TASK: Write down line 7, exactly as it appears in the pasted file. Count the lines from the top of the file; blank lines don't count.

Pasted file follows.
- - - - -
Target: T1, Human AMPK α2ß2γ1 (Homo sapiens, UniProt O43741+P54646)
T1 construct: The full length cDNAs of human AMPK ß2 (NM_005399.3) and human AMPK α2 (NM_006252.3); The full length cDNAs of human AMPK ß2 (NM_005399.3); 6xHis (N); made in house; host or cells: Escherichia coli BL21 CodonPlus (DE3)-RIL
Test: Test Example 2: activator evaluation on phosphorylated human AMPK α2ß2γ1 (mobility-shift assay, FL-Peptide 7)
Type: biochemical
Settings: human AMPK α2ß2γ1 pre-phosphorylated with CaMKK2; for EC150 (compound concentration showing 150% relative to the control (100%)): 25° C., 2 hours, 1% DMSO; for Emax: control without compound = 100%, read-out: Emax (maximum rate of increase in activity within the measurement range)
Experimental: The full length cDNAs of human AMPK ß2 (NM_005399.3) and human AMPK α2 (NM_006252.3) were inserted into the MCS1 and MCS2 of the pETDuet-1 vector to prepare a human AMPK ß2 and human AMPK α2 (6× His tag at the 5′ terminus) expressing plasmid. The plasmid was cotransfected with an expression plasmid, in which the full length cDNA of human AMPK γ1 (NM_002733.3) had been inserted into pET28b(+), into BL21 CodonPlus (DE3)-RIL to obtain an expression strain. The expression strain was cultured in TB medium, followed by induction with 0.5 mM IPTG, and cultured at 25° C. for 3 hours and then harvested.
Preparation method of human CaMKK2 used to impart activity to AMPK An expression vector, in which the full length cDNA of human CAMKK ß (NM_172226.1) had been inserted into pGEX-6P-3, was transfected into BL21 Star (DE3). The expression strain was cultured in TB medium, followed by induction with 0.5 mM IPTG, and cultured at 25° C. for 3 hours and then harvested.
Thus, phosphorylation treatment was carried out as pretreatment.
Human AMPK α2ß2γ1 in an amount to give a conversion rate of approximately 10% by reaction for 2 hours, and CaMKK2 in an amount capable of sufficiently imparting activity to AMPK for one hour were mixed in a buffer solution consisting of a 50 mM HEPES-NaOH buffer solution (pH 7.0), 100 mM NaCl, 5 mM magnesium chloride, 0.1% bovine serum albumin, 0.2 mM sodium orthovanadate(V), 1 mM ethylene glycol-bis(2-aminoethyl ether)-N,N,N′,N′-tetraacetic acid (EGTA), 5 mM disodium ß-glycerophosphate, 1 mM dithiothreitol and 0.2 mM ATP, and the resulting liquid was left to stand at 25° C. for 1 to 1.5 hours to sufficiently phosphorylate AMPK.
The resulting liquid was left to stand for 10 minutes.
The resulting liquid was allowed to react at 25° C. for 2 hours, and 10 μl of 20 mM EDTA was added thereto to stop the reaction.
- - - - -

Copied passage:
Preparation method of human CaMKK2 used to impart activity to AMPK An expression vector, in which the full length cDNA of human CAMKK ß (NM_172226.1) had been inserted into pGEX-6P-3, was transfected into BL21 Star (DE3). The expression strain was cultured in TB medium, followed by induction with 0.5 mM IPTG, and cultured at 25° C. for 3 hours and then harvested.